Matt and Claire were hard at work on their fanzines Are You Scared To Get Happy and Kvatch respectively at the time, when they decided to start putting out records from their flat. Their creative buzz resulted in the formation of Sarah Records, and whether they intended to or not, their response to the stifling, corporate nature of the late 80s music industry helped shape the genre that would later be ubiquitously referred to as ‘indie’. Sarah was instrumental in providing a platform for young bands to release music. Innovative and sincere in their approach, the duo focused primarily on releasing singles and compilations from the bands they loved. Bands like Heavenly and The Field Mice; bands who would go on to influence a generation of young people to pick up guitars, go back to basics and start making their own music.

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While Sarah Records’ enduring influence has been far reaching, it was always a labour of love, “I’ve never thought there’s a link between how good a record is and commercial success – it’s all about money and marketing and looks and luck, and always has been”, Clare postulates. “We didn’t have the money, we never wanted to risk the whole label for one hit, and we didn’t want to do what it takes.

“There’s a lot of compromise involved in getting successful”, she continues, “a lot of doing what you have to do to sell, and it becomes less and less about the music.” Matt and Clare knew what they wanted from the start though. “Matt was part of Sha-la-la, which was a group of fanzine writers who got together to release flexidiscs and distribute them through their fanzines, and I had done a flexi with the Sea Urchins and The Groove Farm through my final Kvatch fanzine, so we had both already released music before we started Sarah. We had very clear ideas about what we wanted to do.”

The label grew out of a shared ethos to release the music they loved and the music they felt was authentic. “There’s a certain honesty and integrity about a lot of the music, and about Sarah itself; it’s all quite real and heartfelt and genuine,” she reflects, “that’s why it continues to resonate.” The resonance she speaks of can be heard in countless bands today: the off-kilter glockenspiels you hear in Los Campesinos, the jangly chords of Joanna Gruesome and the self-deprecating humour of The Cribs. Modern indie owes an outstanding debt to Sarah’s cast of misfit teenagers.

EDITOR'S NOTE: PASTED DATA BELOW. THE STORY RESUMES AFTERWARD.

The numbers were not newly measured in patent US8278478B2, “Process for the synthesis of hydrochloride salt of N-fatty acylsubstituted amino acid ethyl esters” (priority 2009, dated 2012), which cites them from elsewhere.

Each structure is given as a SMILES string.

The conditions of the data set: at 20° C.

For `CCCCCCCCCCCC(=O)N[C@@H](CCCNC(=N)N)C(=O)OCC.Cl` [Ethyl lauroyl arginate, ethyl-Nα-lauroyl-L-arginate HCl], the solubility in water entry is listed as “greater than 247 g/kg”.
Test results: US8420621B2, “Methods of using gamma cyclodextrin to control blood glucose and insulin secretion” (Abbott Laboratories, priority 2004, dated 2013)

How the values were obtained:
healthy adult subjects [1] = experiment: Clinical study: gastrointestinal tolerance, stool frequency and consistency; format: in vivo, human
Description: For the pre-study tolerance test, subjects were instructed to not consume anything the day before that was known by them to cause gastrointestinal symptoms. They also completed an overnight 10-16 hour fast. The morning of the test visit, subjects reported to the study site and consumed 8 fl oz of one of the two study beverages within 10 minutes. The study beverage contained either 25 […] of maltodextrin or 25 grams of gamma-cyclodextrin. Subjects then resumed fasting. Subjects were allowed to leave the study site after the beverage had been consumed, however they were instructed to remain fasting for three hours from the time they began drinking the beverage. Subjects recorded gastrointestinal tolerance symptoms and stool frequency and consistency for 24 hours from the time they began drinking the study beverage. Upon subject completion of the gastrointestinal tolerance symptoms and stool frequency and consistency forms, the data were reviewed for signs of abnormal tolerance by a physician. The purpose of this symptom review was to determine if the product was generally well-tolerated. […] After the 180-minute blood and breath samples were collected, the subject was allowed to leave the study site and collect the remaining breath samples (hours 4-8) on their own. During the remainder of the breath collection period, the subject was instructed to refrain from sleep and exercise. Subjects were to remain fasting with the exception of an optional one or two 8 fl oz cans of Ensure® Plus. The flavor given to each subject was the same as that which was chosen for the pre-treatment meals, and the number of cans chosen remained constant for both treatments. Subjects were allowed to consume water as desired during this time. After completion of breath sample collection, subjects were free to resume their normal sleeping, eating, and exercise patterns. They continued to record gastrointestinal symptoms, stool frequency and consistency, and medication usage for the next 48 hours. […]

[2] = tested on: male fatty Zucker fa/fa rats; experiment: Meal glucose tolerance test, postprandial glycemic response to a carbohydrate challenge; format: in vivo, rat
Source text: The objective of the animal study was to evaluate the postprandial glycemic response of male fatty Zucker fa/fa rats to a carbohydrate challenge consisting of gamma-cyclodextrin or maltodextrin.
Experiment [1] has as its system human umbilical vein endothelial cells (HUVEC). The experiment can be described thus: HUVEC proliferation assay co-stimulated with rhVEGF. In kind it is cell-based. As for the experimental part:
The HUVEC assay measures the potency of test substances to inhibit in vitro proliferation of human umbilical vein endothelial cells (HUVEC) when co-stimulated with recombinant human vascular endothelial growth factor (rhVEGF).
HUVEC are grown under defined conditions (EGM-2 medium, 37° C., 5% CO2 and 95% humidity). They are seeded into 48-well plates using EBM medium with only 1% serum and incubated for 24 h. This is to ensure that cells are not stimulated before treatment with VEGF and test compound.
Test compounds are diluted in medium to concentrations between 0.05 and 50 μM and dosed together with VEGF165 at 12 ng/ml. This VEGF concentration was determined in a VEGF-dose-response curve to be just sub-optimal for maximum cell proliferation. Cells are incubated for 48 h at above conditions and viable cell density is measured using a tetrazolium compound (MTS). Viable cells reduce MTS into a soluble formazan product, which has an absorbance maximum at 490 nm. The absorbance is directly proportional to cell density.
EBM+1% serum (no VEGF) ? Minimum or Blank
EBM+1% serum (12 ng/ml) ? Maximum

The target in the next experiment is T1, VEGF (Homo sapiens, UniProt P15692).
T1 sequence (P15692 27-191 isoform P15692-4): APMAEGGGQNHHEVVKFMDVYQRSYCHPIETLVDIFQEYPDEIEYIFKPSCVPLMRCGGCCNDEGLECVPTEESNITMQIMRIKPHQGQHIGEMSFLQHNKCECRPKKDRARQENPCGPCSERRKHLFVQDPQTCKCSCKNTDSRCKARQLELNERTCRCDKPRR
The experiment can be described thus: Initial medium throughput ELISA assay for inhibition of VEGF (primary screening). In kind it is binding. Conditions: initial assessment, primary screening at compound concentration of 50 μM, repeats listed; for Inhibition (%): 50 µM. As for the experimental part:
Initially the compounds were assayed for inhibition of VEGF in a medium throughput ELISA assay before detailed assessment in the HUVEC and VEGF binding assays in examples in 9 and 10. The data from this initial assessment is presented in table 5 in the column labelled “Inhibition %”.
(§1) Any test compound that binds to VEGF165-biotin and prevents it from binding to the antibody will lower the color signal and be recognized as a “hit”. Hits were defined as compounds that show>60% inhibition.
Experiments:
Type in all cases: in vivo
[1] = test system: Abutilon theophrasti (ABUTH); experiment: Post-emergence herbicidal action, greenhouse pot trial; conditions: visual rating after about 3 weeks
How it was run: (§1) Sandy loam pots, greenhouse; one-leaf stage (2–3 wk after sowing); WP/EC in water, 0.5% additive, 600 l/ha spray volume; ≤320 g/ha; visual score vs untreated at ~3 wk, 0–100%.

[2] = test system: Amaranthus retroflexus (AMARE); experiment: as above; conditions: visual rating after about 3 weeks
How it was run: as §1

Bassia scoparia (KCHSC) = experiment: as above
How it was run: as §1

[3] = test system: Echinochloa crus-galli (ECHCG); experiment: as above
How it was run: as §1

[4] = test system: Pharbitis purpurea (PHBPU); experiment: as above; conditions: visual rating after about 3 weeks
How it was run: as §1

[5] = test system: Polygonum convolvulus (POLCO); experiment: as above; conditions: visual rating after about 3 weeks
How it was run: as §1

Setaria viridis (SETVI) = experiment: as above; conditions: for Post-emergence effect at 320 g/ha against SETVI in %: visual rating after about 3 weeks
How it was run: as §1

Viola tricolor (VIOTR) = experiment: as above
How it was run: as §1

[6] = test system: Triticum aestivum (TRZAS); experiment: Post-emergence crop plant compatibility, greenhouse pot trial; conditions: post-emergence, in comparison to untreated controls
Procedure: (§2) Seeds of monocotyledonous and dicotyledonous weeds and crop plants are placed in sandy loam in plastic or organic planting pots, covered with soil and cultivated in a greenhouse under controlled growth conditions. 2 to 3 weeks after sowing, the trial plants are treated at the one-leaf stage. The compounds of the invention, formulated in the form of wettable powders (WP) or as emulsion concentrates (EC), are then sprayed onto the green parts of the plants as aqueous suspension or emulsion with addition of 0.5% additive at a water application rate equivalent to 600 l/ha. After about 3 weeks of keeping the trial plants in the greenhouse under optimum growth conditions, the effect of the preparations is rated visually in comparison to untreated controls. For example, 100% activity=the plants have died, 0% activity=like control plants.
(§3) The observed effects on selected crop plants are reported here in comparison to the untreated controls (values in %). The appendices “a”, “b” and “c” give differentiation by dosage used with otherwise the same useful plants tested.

The likes of The Sea Urchins and The Field Mice were rag tag pioneers, experimenting with what they were discovering and learning on the job. “I think it was really important for the bands to embrace new sounds and experiment, and it worked really really well. Some of the bands were pretty young and had only just learnt to play and record when their first records came out”, Claire told us. “There’s a charming naivety to, say, the first Field Mice and Orchids singles, and I still love those records.”

Matt and Clare created Saraopoly (pictured below) in the early 90s to mark their 50th release. We asked filmmaker Lucy Dawkins if she’d ever played; “It’s incredibly complicated to play and requires a good knowledge of Bristol’s public transport system circa 1990. It was Sarah’s 50th release so they wanted to release something special, a kind of pop art statement. I think it sums up Sarah and Clare & Matt’s sense of humour.”

I’ve also put together this 10-minute video apropos Sarah Records…

 

SARAH RECORDS COMPILATIONS